His 51 points eclipsed the game-seven record of 50 set by Golden State’s Stephen Curry against the Sacramento Kings in the first round this month.
It was a bounce-back performance for Tatum, who struggled for long stretches in the series and endured a horrific shooting night until drilling four crucial three-pointers in the fourth quarter of the Celtics’ series-extending game-six win on Thursday.
He began fashioning his game-seven masterpiece in the opening minutes.
The 76ers turned an early six-point deficit into a 29-23 lead through one quarter, while a nip-and-tuck second period saw the Celtics up 55-52 at halftime.
Then the Celtics blew it wide open in the third. Tatum scored 17 points in the period, draining four of his six three-pointers as the shell-shocked 76ers struggled, and failed, to find a response.
“Going into game six I was too locked-in, I was too tight, thinking about what I need to do, how many points I need to score,” Tatum said.
After a lighthearted practice on Saturday, Tatum said he was more himself.
“That’s when I play my best is when I’m having fun.”
It was another crushing playoff exit for the 76ers and Embiid, who was held to 15 points on five-of-18 shooting.
Philadelphia’s Doc Rivers fell to 6-10 in game sevens as a coach. That’s the most game seven defeats of any NBA coach in history and Rivers remained without a game-seven win on the road in his coaching career.
The 76ers had the third-best regular-season record behind the Milwaukee Bucks and Boston, but even with Embiid enjoying an MVP season it failed to translate into post-season success.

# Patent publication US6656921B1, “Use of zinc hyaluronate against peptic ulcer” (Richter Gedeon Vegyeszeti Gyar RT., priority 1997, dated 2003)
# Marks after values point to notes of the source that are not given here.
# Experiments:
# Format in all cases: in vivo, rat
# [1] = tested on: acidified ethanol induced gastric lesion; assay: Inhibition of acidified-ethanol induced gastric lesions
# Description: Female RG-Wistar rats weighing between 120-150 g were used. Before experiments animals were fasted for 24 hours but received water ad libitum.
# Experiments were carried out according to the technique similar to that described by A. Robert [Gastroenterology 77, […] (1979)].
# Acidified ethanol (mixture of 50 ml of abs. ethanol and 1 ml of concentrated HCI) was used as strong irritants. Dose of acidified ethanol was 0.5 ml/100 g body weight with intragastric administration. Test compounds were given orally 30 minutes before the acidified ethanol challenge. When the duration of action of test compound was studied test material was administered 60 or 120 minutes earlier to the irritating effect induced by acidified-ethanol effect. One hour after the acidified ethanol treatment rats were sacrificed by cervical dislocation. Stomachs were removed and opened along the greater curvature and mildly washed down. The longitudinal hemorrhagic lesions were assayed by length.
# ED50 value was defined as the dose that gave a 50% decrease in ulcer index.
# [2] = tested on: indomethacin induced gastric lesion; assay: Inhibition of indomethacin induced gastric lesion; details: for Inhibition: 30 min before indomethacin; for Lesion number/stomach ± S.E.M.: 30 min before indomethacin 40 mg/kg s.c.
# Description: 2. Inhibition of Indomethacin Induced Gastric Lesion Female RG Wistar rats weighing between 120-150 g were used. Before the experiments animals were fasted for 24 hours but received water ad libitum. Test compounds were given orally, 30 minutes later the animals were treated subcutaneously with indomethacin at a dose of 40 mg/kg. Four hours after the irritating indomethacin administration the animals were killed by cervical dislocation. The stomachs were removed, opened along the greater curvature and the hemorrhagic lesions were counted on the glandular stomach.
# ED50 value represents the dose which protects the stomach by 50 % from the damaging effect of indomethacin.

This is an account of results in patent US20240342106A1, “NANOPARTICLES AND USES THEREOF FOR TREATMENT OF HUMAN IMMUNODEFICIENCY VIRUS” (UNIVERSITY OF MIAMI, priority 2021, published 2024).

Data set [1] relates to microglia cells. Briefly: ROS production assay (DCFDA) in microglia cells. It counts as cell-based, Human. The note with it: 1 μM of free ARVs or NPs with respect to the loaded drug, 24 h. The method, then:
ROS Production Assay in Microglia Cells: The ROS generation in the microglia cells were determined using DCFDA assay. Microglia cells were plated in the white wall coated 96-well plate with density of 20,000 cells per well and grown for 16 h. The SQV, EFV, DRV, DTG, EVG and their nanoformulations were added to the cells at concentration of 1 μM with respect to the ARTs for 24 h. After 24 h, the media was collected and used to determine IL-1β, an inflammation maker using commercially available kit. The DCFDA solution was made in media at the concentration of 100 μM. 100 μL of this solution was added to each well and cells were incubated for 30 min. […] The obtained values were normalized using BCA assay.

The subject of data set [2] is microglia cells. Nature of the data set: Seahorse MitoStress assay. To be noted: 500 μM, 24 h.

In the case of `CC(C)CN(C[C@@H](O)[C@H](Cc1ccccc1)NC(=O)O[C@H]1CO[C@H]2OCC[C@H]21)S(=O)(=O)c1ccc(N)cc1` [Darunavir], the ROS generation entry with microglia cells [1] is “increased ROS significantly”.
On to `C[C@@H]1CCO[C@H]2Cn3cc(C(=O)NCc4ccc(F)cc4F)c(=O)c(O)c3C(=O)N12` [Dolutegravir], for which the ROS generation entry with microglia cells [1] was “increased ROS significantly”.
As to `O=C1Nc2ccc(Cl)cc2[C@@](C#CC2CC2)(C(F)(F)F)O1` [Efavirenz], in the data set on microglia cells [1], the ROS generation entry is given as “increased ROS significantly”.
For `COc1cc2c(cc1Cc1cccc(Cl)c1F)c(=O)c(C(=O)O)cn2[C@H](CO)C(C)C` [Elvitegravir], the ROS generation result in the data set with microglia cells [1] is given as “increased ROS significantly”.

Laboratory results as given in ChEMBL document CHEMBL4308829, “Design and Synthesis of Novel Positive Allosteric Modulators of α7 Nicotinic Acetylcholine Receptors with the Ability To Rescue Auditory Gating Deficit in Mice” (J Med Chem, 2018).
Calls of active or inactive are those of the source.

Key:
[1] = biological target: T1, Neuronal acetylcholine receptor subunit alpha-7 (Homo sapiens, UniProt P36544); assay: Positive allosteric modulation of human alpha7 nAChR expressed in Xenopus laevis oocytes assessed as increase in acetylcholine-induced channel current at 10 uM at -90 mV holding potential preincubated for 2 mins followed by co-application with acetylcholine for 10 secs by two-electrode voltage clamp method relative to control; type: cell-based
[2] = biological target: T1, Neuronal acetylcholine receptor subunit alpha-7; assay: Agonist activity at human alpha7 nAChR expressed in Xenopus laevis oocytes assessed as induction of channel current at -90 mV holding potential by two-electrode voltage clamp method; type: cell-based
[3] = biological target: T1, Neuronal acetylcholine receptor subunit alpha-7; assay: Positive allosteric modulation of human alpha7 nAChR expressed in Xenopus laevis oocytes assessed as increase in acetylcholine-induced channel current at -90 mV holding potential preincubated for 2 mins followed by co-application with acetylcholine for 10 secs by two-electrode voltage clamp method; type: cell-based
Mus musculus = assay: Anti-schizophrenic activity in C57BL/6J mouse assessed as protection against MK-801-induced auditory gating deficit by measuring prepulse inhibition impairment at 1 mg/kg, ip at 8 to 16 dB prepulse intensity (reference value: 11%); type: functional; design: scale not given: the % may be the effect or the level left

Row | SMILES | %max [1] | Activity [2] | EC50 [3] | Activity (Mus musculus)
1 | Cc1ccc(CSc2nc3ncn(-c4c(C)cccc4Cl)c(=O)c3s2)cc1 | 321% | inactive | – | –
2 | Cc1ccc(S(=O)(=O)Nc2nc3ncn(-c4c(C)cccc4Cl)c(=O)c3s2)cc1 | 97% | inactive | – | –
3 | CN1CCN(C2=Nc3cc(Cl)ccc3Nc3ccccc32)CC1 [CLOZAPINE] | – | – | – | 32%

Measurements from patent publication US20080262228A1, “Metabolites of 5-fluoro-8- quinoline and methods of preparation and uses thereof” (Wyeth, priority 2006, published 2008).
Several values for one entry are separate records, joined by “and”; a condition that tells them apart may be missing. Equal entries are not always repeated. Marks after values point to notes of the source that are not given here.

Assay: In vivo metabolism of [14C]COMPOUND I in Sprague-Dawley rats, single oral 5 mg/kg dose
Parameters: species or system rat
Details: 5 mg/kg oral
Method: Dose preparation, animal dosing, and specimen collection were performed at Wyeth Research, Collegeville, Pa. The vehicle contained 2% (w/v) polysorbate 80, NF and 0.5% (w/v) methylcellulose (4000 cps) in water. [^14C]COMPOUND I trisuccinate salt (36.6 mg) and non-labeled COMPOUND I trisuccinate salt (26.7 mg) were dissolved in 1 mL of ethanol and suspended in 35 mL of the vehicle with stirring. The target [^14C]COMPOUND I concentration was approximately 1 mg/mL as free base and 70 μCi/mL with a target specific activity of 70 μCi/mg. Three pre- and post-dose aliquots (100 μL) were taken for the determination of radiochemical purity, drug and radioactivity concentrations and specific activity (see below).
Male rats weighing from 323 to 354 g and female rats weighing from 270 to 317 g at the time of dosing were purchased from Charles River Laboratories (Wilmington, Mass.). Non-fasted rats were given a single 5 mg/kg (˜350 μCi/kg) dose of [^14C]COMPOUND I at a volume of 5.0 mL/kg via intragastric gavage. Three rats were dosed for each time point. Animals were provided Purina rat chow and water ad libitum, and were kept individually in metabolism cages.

They have reached the playoffs for six straight seasons but haven’t made it out of the second round.
Tobias Harris led the 76ers with 19 points but Boston limited the Sixers to 37.3% shooting from the floor and harried them into 14 turnovers.
Star guard James Harden scored just nine, making three of his 11 shots from the field.
Boston veteran Al Horford did a terrific job guarding Embiid. He scored just six points but grabbed 10 rebounds with two steals and three blocked shots.
Rivers said the rot set in for the 76ers in the second quarter.
“We were playing so well. We trusted, the ball was moving, and then we had I think it was three or four turnovers in a row,” Rivers said.
Rivers pointed to a flagrant foul called on Harden after his arm hit Brown in the face as the ball slipped out of Harden’s hands on a layup attempt.
Instead of going up by 10, the Sixers gave up the ball.
“After that, we never played right again,” Rivers said.
The Celtics will host the Heat in game one of the Eastern Conference finals on Wednesday with an NBA Finals berth on the line.
Last year the Heat were the top seeds in the East. This year they are the first eighth-seeded team to reach the conference finals since the 1999 Knicks.
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